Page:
Prague, 15 February 2005 (RFE/RL) -- Politicians in most countries agree that education should be a national priority. But when it comes to funding teachers and academic institutions, money is usually short.
Russia is no exception, which is why Education Minister Fursenko’s proposal to reorganize Russia’s institutions of higher learning is getting a mixed response.
Fursenko, who outlined his plan in an interview with the newspaper “Vedomosti” yesterday, says it is time to face reality and use limited resources wisely. Critics fear it may signal pending cuts in education funding.
In recent years, hundreds of institutions of higher learning have cropped up across the country. This is in addition to an already extensive network of universities and technical colleges established in the Soviet era. The problem, argues Fursenko, is that the quality of the education these institutions provide varies greatly, and the state funds that are distributed to them could be used more efficiently.
According to Fursenko’s plan, Russia’s top 10 to 20 universities would be grouped together under the category of “national universities.” They would receive the bulk of state funds and be given full authority to implement their own academic programs, preparing students for bachelors and masters degrees as well as doctorates.
"The thing that concerns me about the Education Ministry’s current policies is that behind all reform initiatives lies an attempt to cut budget funds -- no matter what."
Under these elite universities, a larger group of 100 to 200 institutions of higher learning would be selected. They would get most of the remaining state funds and be allowed to issue bachelors and masters degrees.
All institutions that do not fall into either category would lose most state funding and only be allowed to issue bachelors or lesser degrees or certificates.
Yevgenii Bunimovich, head of the Moscow City Duma’s Special Committee on Education, welcomes the idea. It is a recognition of reality, he tells RFE/RL.
"I consider it a step towards honesty because the [current] situation, where Moscow State University and a construction institute issue identical diplomas is simply a lie. It is clear that they represent two completely different levels of education. This idea that these degrees were equal only applied domestically because for the rest of the world that wasn’t the case. You can go to the American Cultural Center in Moscow and they have a list posted of all of our elite higher-education institutions, whose students are eagerly accepted for graduate studies in the United States. So the rest of the world has already classified our institutions of higher learning into better and worse categories," Bunimovich says.
Bunimovich says there is nothing wrong with creating a group of elite universities that receive additional funding.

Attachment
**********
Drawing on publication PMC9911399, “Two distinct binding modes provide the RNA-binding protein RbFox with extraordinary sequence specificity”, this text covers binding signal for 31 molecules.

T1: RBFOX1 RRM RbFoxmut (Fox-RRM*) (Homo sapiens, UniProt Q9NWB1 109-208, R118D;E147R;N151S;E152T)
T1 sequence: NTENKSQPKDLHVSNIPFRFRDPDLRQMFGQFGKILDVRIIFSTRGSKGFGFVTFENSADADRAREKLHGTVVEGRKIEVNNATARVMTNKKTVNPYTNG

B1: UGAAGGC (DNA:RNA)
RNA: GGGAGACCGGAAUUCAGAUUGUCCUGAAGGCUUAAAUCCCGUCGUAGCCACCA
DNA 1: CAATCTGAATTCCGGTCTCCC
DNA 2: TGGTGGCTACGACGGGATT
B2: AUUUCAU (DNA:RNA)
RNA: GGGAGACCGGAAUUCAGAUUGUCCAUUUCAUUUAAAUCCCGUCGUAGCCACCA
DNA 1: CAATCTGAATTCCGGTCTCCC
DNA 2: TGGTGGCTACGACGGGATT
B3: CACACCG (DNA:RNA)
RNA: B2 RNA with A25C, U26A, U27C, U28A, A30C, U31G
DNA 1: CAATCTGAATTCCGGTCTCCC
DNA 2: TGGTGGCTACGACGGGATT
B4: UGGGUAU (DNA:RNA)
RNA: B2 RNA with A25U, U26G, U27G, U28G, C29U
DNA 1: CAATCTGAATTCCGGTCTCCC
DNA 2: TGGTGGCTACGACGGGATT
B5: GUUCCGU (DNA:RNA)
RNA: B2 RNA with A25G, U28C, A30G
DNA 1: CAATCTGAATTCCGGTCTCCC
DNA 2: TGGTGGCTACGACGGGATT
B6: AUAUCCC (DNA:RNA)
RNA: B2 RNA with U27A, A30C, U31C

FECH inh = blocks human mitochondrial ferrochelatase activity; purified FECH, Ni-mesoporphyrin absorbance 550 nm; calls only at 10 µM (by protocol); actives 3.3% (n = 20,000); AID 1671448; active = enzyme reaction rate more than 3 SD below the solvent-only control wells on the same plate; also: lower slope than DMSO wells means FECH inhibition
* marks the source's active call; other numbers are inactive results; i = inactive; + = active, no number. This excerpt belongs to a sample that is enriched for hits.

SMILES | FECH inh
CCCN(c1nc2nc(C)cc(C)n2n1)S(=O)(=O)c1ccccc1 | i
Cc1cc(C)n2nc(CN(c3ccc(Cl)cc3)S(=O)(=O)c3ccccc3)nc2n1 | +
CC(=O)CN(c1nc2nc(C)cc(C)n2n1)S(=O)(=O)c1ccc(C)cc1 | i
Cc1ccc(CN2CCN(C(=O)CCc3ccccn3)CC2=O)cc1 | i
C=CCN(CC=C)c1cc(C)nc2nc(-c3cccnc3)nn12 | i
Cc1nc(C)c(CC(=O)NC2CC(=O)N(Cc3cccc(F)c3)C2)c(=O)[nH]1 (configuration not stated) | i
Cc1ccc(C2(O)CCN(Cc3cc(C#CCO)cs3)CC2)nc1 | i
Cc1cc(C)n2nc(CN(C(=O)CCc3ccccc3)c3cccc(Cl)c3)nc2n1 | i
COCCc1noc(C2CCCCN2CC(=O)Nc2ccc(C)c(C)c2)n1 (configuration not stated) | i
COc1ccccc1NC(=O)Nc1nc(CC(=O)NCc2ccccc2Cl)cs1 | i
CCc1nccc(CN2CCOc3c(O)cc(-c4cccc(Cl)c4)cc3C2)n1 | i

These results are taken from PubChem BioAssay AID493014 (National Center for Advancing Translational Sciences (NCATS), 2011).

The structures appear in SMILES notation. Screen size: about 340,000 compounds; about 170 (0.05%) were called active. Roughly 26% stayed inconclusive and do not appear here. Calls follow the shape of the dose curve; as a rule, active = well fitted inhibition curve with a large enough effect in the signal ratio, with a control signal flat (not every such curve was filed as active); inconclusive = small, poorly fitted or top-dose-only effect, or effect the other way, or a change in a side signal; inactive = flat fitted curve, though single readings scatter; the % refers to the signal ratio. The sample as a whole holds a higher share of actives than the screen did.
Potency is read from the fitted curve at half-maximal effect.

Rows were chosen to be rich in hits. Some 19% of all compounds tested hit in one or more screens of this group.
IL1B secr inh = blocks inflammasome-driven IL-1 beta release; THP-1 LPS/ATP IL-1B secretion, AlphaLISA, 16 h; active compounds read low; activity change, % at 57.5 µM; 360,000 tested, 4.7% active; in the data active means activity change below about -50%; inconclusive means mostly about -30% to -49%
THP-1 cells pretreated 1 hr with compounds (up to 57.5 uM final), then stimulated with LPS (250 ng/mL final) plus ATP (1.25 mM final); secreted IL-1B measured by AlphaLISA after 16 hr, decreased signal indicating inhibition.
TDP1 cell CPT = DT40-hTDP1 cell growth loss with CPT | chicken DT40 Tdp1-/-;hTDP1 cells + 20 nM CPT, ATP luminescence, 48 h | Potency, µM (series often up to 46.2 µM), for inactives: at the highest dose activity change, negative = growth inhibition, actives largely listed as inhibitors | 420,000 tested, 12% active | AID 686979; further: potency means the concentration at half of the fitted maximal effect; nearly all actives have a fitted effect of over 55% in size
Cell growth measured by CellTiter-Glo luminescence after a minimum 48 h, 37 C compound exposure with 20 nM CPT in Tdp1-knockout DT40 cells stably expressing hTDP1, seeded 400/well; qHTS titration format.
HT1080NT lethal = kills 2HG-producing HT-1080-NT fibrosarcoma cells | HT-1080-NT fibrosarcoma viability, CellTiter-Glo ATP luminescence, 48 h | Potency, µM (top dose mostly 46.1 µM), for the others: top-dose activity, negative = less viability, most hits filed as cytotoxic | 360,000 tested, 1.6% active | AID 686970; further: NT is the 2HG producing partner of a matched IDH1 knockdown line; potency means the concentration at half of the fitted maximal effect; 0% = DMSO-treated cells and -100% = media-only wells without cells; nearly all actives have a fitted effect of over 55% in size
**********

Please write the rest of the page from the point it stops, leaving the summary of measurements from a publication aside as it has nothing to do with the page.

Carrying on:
The idea has been floated in other countries. For example, last month, German Chancellor Gerhard Schroeder proposed a plan to spend 250 million euros ($325 million) over the next five years to develop five “elite universities” to help Germany increase its global competitiveness and counter an academic “brain drain” to the United States.
Sweden and Italy have announced they are considering similar plans. But Bunimovich worries that Russia’s Education Ministry, instead of apportioning extra funds to elite institutions, will merely cut the purse strings to most Russian universities that do not make it onto the list.
"The thing that concerns me about the Education Ministry’s current policies is that behind all reform initiatives lies an attempt to cut budget funds -- no matter what. If classifying institutions into national universities, elite universities, and others means that the national universities will get additional funds, then that is good. But if it means that the other universities will be funded even less than they are today, then that is bad," Bunimovich says.
Irina Abankina, of the St. Petersburg-based Higher School of Economics, questions the criteria that will be used to rank universities. She notes that many well-known universities have a few weak departments while some smaller institutions can have one or two exceptionally strong faculties.
She says a better idea when examining funding priorities is to look at individual departments and programs and judge them by where their students end up after they graduate. Competition among the faculties at different universities should be encouraged. Fursenko’s proposal, she argues, would create a caste system under which a few large institutions would be guaranteed the lion’s share of government funds, while smaller universities and their students -- starved of money -- would be permanently disenfranchised.
"We don’t need to support one set of institutions or another but rather to support effective ones, to support quality products. When we talk about putting institutions into different categories regardless of the results they produce and the education they provide and to finance them on this basis, we are once again not resolving the problem. Institutions of higher learning that receive few funds will provide pseudo-education and offer low-level education. This is what this measure could lead to," Abankina says.
Fursenko’s plan is likely to be debated widely in the weeks ahead as Russia continues to tackle reforms in its education system.
(RFE/RL’s Russian Service contributed to this report.)